Search This Blog

Friday, January 29, 2010

Fish Singer Place Low Impact Development Strategies

Martha Rose is a local developer in the Shoreline Area. She has championed the "eco-village" concept in several of her recent projects. These projects feature many green building tactics and techniques including the "High Performance House" concept. Marthas previous project on Greenwood Ave N was featured in the Shoreline Sustainabilty Strategy Report.

Her latest project is the "Fish Singer Place" on Dayton Ave N. See her article below on LID techniques she's utilizing.

Her company is hosting a reception TODAY and Sat to showcase the projects during construction to demonstrate how they are made. It's a great opportunity to see this project and techniques as they are put into place.

Martha says "it's time to take it to the next level," join us for a special Behind the Walls Tour of Martha Rose's newest 5-Star Built Green Homes
Fish Singer Place

Wine & Cheese

Friday January 29, 2010 2pm-4pm
Saturday January 30, 2010 12pm-4pm
Address: 15715 Dayton Ave N. Shoreline Wa. 98133

Special Sneak Preview

The making of a High Performance House

Fish Singer Place Low Impact Development Strategies

Located just south of 160th on Dayton Ave N, a (4) lot eco-enclave is under construction. The Fish brothers would likely be very pleased that developer, Martha Rose, is employing many strategies on their old land to help clean up our waterways. Careful civil engineering allows all portions of the property to absorb, retain and purify storm water until it has a chance to sink into the ground and slowly wend its way to Puget Sound. Here are some of those highlights:

Several portions of this 35,000 square foot site are left undisturbed with 7 mature native trees and other smaller deciduous trees left intact. Wood chips from ground tree branches form a thick layer of mulch that create a natural forested condition that absorbs water like a sponge.

Sod is not planted, eliminating the need for lawn mowers, weed killers and artificial fertilizers. Areas suitable for vegetable gardening are enriched with slow release fertilizers such as manure compost, bone meal and wood chips to help create tilth. A similar strategy is used for landscaping plants to allow the native and drought tolerant species to thrive. These beds absorb water almost as well as our little forest.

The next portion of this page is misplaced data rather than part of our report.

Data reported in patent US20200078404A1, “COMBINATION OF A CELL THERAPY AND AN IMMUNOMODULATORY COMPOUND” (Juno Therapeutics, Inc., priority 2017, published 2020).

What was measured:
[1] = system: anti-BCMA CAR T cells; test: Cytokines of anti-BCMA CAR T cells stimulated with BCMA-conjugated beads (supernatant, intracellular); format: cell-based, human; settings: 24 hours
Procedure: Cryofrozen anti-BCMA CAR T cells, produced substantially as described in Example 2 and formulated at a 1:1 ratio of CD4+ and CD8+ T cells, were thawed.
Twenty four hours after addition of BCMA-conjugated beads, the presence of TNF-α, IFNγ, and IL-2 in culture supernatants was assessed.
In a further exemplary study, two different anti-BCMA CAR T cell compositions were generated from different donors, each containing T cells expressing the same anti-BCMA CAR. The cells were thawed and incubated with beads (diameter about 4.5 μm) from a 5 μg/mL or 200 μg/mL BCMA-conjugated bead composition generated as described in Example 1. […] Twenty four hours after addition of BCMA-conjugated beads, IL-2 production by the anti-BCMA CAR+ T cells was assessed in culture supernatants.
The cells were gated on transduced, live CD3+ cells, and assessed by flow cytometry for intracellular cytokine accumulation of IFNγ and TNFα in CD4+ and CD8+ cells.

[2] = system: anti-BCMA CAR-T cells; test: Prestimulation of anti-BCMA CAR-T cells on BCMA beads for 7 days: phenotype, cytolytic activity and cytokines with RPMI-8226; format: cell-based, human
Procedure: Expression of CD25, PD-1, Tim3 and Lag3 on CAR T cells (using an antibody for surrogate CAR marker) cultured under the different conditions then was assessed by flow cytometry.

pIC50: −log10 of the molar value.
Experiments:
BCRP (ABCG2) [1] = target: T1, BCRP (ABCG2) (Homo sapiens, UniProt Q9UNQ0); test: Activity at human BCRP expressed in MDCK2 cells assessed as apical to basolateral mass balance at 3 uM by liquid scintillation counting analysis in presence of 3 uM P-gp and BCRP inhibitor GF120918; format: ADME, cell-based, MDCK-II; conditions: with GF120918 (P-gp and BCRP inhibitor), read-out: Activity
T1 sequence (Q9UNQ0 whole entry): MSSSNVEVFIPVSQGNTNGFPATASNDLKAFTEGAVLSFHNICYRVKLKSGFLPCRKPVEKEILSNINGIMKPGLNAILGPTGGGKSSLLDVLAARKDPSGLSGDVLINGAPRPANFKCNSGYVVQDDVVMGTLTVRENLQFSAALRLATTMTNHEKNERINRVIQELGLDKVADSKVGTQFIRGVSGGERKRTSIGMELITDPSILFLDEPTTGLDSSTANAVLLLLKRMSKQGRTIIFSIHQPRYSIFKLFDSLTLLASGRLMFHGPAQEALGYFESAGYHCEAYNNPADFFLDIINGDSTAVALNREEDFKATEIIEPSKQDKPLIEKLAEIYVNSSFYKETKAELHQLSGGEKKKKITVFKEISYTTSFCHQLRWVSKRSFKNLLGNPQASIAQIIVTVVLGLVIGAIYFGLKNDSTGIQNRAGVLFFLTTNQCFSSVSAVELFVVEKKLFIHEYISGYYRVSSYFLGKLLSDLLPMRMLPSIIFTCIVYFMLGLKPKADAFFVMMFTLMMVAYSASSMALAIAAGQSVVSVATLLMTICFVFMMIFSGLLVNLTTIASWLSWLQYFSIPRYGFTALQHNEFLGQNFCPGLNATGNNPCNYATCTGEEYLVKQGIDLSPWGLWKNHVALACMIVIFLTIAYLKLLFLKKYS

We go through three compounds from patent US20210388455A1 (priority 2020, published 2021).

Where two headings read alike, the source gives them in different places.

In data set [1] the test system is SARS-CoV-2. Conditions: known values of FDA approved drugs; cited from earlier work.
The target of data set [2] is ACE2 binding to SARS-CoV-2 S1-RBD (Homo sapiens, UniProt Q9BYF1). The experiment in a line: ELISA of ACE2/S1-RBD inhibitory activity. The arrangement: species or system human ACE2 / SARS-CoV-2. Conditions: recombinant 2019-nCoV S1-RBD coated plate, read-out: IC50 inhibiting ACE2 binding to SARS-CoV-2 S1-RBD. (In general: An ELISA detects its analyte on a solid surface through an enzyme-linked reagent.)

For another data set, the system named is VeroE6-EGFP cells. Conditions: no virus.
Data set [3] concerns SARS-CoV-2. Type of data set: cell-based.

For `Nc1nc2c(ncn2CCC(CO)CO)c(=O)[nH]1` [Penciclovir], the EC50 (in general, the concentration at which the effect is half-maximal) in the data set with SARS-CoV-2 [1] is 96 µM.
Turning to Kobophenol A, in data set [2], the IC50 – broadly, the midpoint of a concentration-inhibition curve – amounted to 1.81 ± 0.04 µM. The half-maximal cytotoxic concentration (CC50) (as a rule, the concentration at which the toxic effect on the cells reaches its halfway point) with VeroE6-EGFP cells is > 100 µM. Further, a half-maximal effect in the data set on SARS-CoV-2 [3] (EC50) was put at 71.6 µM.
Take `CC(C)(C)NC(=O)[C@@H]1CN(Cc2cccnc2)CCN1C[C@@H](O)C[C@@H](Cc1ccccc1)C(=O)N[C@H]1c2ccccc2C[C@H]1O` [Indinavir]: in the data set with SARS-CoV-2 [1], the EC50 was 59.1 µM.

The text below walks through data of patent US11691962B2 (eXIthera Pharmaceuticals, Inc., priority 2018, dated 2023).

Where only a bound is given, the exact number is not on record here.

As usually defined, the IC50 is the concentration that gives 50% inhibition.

Our hardscapes also function as water filtration devices. The pervious pavement road, installed over a thick bed of 2” crushed granite railroad ballast, is so efficient at purifying pollutants that it breaks down mercury and other heavy metals into 98% inert compounds. This rock basin that underlies the road is hospitable to microbes that “eat” the harmful substances, allowing cleaned water to be absorbed into the adjacent soil. Rain water on site that is not intercepted by a rain barrel or absorbed in garden beds ends up in this under-road natural treatment plant.

Vegetated roofs also play a role in storm water management. About 70% of the water that lands on a green roof stays there to either evaporate into the sky or to be released by transpiration over a longer time. Plants protect these long lasting roofs from harmful UV rays and also help to temper climate and add beauty to our buildings.

For an up-close look at all of these features, ask to sign up for our tour notices at

These homes are available for sale. See Interested buyers, please ask for a personal tour.

Martha Rose

No comments:

Post a Comment